With NFL coaches who failed to qualify for the playoffs dropping like flies with the league’s Super Wild Card Weekend looming, the Patriots sent somewhat expected shockwaves across the league on Thursday morning with the announcement that the team and six-time Super Bowl winner Bill Belichick had “mutually agreed” that he would be departing as head coach after 24 years in New England.
Included in the release were a number of statistics related to Belichick’s tenure in New England, which began on on January 27, 2000, aside from his sextet of Super Bowl titles.
- Nine conference championships
- 17 division crowns (with 2002 and 2008 lost on tiebreakers), including 11 consecutive division titles
- 19 consecutive winning seasons (2001-19)
- 30 playoff victories
The announcement of the departure, which was really just a dressed-up firing that was a long time coming, was followed by Belichick and New England owner Robert Kraft both giving prepared statements in front of a roomful of media members. On the whole, the statements were overwhelmingly positive and the upbeat vibes between the two men, for the most part, seemed genuine. It was a long and difficult lift for both, but the burden of coordinating Belichick’s exit from the team he spent more than one-third of his life coaching had finally, mercifully, been removed.
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“The man standing to my left brought the leadership and coaching skills that were needed to make the type of unprecedented success that we have had possible,” Kraft told reporters. “Coach Belichick will forever be celebrated as a legendary sports icon here in New England and I believe go in as a Pro Football Hall of Famer on the first ballot. Why? Because he is the greatest coach of all time, which makes this decision to part ways so hard. But, this is a move that we mutually agreed that is needed at this time. What Bill Belichick accomplished with us, in my opinion, will never be replicated.”
What neither speaker mentioned during their remarks on Thursday was that almost everything Belichick was able to accomplish in New England that wasn’t losing football games was done when Tom Brady, you know, that guy, was his quarterback. (Amazingly, the only quarterback mentioned by either Belichick or Kraft was Tim Tebow.)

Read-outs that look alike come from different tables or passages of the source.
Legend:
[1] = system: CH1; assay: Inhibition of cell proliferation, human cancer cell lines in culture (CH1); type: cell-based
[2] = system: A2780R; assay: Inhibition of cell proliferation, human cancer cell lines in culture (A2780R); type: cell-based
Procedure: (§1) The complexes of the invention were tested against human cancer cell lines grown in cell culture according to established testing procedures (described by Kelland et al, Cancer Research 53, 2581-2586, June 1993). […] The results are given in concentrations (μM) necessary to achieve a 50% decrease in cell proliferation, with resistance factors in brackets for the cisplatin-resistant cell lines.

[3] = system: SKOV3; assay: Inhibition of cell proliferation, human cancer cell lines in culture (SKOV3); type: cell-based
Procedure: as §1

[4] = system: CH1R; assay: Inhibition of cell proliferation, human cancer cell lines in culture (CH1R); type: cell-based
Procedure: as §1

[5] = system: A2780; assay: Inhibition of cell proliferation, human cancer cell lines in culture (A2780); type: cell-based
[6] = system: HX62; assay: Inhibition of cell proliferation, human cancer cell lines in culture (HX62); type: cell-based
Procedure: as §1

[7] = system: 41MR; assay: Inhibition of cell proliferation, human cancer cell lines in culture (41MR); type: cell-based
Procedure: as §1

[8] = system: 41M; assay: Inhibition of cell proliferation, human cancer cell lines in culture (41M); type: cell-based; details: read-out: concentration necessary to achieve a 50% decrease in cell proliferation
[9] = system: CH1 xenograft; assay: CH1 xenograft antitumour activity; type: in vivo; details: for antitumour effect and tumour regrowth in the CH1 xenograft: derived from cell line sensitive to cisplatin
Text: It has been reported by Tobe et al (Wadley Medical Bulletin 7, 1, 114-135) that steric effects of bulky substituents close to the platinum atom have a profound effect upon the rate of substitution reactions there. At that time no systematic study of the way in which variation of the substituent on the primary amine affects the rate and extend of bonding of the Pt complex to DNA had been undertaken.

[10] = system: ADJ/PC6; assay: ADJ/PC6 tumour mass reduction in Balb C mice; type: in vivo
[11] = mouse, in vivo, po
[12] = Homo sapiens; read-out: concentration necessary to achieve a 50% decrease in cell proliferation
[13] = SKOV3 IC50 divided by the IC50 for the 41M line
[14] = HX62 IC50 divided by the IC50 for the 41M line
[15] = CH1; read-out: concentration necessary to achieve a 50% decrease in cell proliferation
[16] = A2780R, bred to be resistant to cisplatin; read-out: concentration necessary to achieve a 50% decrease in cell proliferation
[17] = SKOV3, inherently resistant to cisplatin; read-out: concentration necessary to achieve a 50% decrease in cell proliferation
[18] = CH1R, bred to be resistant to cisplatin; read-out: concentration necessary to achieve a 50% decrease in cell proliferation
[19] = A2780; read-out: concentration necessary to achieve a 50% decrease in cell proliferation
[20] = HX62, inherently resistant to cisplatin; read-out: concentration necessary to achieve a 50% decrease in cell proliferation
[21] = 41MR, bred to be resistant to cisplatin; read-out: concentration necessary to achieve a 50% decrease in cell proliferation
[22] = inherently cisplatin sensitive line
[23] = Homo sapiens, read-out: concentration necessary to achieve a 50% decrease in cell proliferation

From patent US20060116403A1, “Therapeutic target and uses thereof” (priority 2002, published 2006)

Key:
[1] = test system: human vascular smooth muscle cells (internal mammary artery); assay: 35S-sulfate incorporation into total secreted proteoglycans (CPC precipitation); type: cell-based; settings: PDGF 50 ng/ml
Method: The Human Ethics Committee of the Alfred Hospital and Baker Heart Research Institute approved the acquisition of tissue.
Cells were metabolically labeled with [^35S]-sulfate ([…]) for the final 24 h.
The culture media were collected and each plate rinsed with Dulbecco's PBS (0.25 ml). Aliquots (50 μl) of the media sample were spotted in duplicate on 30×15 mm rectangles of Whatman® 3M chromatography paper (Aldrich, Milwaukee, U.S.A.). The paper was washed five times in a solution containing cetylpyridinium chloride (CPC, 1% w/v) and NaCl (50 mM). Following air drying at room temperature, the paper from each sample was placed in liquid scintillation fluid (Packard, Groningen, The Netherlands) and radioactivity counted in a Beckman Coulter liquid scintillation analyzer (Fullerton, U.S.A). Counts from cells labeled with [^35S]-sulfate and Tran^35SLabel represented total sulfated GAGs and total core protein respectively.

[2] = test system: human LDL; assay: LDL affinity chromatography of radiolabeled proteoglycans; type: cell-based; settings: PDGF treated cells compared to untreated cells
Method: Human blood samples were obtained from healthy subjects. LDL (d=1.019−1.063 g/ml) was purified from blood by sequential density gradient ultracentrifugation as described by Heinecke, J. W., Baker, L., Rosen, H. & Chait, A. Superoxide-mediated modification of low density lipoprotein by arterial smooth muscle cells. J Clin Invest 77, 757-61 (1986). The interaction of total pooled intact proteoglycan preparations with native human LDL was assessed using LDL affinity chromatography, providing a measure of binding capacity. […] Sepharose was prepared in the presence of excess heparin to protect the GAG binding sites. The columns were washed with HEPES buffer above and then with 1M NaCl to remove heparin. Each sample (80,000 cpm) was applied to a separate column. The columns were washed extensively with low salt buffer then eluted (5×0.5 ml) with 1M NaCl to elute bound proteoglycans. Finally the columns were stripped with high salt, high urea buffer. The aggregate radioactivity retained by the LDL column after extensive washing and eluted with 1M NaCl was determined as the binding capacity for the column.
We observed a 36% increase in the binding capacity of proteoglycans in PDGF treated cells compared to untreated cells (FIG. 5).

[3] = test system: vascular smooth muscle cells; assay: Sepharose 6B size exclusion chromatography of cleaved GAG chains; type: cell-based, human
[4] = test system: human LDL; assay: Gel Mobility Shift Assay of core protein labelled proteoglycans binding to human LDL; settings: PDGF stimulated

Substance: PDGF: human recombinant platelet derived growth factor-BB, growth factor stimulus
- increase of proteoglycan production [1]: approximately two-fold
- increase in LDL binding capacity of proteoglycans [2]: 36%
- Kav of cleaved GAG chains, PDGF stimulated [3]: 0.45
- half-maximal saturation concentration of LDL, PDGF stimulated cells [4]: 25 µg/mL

Belichick, who began his coaching career in 1975 as a special assistant to then-Baltimore head coach Ted Marchibroda and has an overall record of 333-178 (including playoffs) during 29 seasons of coaching the Browns and Patriots, won 249 games when Brady was his quarterback and lost just 75. Without Brady in his time split between the Browns and Pats, Belichick is just 84-103 and has won just a single playoff game. That record is not just due to Belichick’s struggles coaching the Browns, as he went 47-58 in New England without Brady while relying on players like Drew Bledsoe, Cam Newton, Jimmy Garoppolo and Mac Jones at quarterback.
A point of contention amongst fans during the greatest quarterback of all-time’s time in New England, the Brady-Belichick debate was certainly tipped when the former departed for Tampa Bay and won a Super Bowl during his first season with the Bucs while the latter guided the Patriots to a 7-9 record with former MVP Cam Newton (who had lost a few steps) under center. In his three years in Tampa Bay without Belichick before retiring after last season, Brady went 37-20 with five playoff wins, including a Super Bowl victory. In his four seasons in New England following Brady’s departure, Belichick went 29-39, including a single playoff loss. Turns out Brady-Belichick wasn’t much of a debate after all.
However, what has yet to be determined is how remarkable of a coach Belichick actually is. While it would be foolish to suggest all of Belichick’s success was a direct result of having Brady as his quarterback for 20 years, it’s also now fair to question whether he really is the GOAT of coaching, as he is commonly referred to by many. There is no doubt that Belichick is a good coach, even a great one, but is he really the best who’s ever lived?
Brady thinks so. “I’m incredibly grateful to have played for the best coach in the history of the NFL,” he wrote on Instagram. “I could never have been the player I was without you Coach Belichick. I am forever grateful. And I wish you the best of luck in whatever you choose next.” Could Belichick have been the coach he was without Brady?
He’ll have the chance to answer that question for all of us and himself as Kraft noted he will be rooting for Belichick’s continued success when he sees him “in a cutoff hoodie on the sideline” except when the Patriots are patrolling the opposing sideline. Kraft was making it clear in so many words that while Belichick, who needs 15 wins to pass Don Shula on the all-time wins list, is done coaching the Patriots, he is not finished coaching in the NFL and he’ll be seeking employment elsewhere. (The Falcons, Cowboys and Chargers are all possibilities.)
Standing on the stage next to Kraft on Thursday, Belichick intoned, “I will always be a Patriot.” If Belichick doesn’t want his Hall-of-Fame legacy to always be intertwined with Brady’s greatness, he’d better hope not.